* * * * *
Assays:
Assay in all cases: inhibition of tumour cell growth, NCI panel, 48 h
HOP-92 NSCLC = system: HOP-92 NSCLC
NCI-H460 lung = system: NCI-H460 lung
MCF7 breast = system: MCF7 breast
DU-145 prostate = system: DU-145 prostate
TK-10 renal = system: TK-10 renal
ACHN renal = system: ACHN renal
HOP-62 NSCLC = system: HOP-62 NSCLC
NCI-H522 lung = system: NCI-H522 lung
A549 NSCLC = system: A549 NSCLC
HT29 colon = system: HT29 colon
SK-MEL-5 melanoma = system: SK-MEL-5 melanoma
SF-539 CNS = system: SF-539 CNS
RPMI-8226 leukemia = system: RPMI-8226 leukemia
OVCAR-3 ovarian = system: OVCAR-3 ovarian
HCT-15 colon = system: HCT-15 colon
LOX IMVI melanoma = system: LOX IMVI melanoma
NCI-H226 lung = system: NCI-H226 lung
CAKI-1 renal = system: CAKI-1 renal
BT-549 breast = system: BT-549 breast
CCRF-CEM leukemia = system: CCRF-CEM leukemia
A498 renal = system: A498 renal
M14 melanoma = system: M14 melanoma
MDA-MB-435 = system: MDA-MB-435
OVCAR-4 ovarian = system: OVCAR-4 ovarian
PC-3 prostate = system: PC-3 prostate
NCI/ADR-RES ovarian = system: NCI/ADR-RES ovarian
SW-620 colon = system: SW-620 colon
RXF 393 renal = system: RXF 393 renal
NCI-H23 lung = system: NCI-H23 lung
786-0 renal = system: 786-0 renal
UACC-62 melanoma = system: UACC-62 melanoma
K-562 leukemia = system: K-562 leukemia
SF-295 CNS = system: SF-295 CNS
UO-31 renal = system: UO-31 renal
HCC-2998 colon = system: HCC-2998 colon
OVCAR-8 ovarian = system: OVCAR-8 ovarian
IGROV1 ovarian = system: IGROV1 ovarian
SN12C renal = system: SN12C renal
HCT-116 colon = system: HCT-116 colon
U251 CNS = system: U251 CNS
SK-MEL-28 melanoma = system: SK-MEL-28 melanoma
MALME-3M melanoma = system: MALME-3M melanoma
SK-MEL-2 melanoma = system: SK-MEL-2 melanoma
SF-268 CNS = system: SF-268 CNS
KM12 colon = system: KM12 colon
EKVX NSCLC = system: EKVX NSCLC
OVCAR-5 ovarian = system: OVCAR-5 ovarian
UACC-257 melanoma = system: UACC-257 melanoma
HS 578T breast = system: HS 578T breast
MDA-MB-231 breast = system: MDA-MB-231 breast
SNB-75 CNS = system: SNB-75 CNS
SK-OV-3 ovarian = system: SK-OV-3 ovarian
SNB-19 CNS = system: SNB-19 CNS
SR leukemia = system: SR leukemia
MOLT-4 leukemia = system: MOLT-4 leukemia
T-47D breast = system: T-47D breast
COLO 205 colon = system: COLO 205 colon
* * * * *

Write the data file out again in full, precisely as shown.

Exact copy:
Assays:
Assay in all cases: inhibition of tumour cell growth, NCI panel, 48 h
HOP-92 NSCLC = system: HOP-92 NSCLC
NCI-H460 lung = system: NCI-H460 lung
MCF7 breast = system: MCF7 breast
DU-145 prostate = system: DU-145 prostate
TK-10 renal = system: TK-10 renal
ACHN renal = system: ACHN renal
HOP-62 NSCLC = system: HOP-62 NSCLC
NCI-H522 lung = system: NCI-H522 lung
A549 NSCLC = system: A549 NSCLC
HT29 colon = system: HT29 colon
SK-MEL-5 melanoma = system: SK-MEL-5 melanoma
SF-539 CNS = system: SF-539 CNS
RPMI-8226 leukemia = system: RPMI-8226 leukemia
OVCAR-3 ovarian = system: OVCAR-3 ovarian
HCT-15 colon = system: HCT-15 colon
LOX IMVI melanoma = system: LOX IMVI melanoma
NCI-H226 lung = system: NCI-H226 lung
CAKI-1 renal = system: CAKI-1 renal
BT-549 breast = system: BT-549 breast
CCRF-CEM leukemia = system: CCRF-CEM leukemia
A498 renal = system: A498 renal
M14 melanoma = system: M14 melanoma
MDA-MB-435 = system: MDA-MB-435
OVCAR-4 ovarian = system: OVCAR-4 ovarian
PC-3 prostate = system: PC-3 prostate
NCI/ADR-RES ovarian = system: NCI/ADR-RES ovarian
SW-620 colon = system: SW-620 colon
RXF 393 renal = system: RXF 393 renal
NCI-H23 lung = system: NCI-H23 lung
786-0 renal = system: 786-0 renal
UACC-62 melanoma = system: UACC-62 melanoma
K-562 leukemia = system: K-562 leukemia
SF-295 CNS = system: SF-295 CNS
UO-31 renal = system: UO-31 renal
HCC-2998 colon = system: HCC-2998 colon
OVCAR-8 ovarian = system: OVCAR-8 ovarian
IGROV1 ovarian = system: IGROV1 ovarian
SN12C renal = system: SN12C renal
HCT-116 colon = system: HCT-116 colon
U251 CNS = system: U251 CNS
SK-MEL-28 melanoma = system: SK-MEL-28 melanoma
MALME-3M melanoma = system: MALME-3M melanoma
SK-MEL-2 melanoma = system: SK-MEL-2 melanoma
SF-268 CNS = system: SF-268 CNS
KM12 colon = system: KM12 colon
EKVX NSCLC = system: EKVX NSCLC
OVCAR-5 ovarian = system: OVCAR-5 ovarian
UACC-257 melanoma = system: UACC-257 melanoma
HS 578T breast = system: HS 578T breast
MDA-MB-231 breast = system: MDA-MB-231 breast
SNB-75 CNS = system: SNB-75 CNS
SK-OV-3 ovarian = system: SK-OV-3 ovarian
SNB-19 CNS = system: SNB-19 CNS
SR leukemia = system: SR leukemia
MOLT-4 leukemia = system: MOLT-4 leukemia
T-47D breast = system: T-47D breast
COLO 205 colon = system: COLO 205 colon